How could she resist this great man’s drawings (“Femme se mirant dans un cours d’eau”, “Danaé visitée par Jupiter”, or “S’il m’était aussi fidèle”…) ? Like the owner, visitors can also be charmed by “la Jeune fille à la rose” by François Boucher.
The Tapestry Room displays, in addition to the Jacobean furniture upholstered in Beauvais tapestry (1768), a wide range of 18th century works of art: extremely rare Louis XV dressing tables, gilded bronze “Chinese-style” andirons, a small table inlaid with a chequered motif…
The Monkeys Room: evidence of the Baroness’s playfulness? A delightful reference to the 17th century? Perhaps, but most certainly a homage to these little animals the Baroness loved so much. This monkey motif sums up Madame Ephrussi’s cultural and intellectual aspirations: It shows her passion for the 18th century, as well as her propensity for originality. In the 18th century, fables and animals were very popular.
Therefore, Jean-Baptiste Huet, painter of wainscoting, moved away from the fashionable chinoiserie, preferring these monkeys mimicking human failings. A light-heartedness that so befits the Baroness. This same sense of humour is evident in the Meissen porcelain: little costumed animals playing musical instruments that the visitor is unlikely to forget!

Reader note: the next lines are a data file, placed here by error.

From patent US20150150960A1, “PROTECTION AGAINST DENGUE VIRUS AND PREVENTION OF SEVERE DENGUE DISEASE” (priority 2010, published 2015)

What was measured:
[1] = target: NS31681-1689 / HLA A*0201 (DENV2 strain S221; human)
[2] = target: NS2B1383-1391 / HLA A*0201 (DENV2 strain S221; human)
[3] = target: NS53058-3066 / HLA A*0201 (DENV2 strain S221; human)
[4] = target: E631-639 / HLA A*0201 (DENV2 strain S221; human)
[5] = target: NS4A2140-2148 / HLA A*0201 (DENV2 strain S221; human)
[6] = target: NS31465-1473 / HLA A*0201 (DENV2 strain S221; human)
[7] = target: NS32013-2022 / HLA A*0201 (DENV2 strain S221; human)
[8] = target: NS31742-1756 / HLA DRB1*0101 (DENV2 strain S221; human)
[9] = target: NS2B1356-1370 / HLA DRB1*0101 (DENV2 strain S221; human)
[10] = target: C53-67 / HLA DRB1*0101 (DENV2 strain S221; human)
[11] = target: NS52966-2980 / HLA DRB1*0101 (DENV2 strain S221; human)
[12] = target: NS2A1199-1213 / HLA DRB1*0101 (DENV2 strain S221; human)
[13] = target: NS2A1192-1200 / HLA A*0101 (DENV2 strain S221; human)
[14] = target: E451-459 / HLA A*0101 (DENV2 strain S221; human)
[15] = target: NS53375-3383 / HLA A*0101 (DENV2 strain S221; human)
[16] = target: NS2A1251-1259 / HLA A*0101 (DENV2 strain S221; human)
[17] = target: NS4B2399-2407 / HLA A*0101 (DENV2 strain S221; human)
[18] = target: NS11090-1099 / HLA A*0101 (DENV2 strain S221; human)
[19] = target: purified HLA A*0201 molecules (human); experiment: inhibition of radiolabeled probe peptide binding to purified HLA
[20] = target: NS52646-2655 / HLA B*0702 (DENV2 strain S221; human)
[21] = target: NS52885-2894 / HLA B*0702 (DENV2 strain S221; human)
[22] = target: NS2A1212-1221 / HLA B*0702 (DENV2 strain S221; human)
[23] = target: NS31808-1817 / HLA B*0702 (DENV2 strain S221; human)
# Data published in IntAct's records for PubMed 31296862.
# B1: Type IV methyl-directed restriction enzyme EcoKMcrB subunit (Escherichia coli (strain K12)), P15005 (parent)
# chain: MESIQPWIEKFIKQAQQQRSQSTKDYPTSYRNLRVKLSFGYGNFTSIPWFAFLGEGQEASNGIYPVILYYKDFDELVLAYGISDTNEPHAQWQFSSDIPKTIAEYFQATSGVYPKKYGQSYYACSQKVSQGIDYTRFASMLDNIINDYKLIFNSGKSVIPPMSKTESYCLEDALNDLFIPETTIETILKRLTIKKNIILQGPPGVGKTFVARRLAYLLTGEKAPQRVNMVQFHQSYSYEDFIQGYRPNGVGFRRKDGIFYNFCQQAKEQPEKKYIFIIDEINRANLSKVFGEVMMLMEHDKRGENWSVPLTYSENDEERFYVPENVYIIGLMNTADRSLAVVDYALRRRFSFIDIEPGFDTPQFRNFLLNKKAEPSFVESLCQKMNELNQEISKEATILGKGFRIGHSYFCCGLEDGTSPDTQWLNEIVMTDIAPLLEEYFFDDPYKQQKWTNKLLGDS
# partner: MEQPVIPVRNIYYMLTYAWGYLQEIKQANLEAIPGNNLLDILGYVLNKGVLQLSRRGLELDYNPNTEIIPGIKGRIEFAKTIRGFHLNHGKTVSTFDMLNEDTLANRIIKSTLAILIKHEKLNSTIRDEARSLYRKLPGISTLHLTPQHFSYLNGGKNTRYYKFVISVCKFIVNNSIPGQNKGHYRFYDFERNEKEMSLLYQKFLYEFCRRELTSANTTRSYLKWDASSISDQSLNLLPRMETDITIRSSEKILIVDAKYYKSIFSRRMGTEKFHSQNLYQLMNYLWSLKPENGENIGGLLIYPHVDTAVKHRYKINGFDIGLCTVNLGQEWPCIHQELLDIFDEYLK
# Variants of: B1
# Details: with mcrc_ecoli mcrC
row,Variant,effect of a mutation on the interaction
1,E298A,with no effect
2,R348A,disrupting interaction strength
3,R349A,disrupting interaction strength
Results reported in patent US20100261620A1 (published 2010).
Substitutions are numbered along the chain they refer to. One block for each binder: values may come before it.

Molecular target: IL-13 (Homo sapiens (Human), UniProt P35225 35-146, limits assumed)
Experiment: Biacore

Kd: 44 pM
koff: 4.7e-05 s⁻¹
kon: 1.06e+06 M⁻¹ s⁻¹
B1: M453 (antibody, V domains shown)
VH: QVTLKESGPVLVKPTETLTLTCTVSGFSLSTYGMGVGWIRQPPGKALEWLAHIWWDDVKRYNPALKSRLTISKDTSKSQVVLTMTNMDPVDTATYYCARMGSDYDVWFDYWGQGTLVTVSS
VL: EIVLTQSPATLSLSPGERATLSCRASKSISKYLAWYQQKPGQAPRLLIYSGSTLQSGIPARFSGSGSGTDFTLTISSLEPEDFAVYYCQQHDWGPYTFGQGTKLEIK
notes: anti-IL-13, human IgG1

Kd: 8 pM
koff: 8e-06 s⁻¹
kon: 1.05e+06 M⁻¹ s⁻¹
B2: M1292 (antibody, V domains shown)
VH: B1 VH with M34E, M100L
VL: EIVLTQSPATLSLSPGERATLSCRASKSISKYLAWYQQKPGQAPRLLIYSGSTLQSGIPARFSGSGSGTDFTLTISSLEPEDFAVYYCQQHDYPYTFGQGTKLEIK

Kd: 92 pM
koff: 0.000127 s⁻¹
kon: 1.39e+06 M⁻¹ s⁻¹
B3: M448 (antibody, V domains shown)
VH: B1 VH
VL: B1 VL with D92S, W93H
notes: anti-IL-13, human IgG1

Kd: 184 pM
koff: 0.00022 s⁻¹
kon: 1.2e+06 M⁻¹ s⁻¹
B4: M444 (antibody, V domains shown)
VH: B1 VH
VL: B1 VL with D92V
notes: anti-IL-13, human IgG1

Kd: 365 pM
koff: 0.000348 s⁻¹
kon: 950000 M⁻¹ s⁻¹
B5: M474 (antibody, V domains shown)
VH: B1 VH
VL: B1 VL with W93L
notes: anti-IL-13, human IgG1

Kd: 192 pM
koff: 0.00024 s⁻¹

Finally, the Far Eastern Art Room, in the style of a late XVIIIth century chinoiserie study, has gold and lacquered doors originating from the Imperial Palace in Peking and a display of Cantonese enamelwork of rose quartz and precious white jade.
Contact Villa et Jardins Ephrussi de Rothschild
Tél : 04 93 01 33 09 / Fax : 04 93 01 31 10
E-mail : firstname.lastname@example.org
Website : www.villa-ephrussi.com
Access Villa et Jardins Ephrussi de Rothschild
- By road: access by the lower cliff road (RD6098). A free car-park is available on the site.
- GPS coordinates: latitude 43°6945937 – longitude 7°3292327.
- By bus: lines 81, “Plage du passage” stop.
- By train: Beaulieu-sur-Mer station – www.ter-sncf.com/paca
- By plane: Nice Airport.
- Full rate: € 13
- Reduced rate: € 10
- Offers for families: free entry for the second child aged 7 to 17 when two adults and one child entries have been bought.
- Reduced rate for children aged 7-17, students, teachers and unemployed (on presentation of written proof).
- Free for children under the age of 7 and journalists (on presentation of written proof).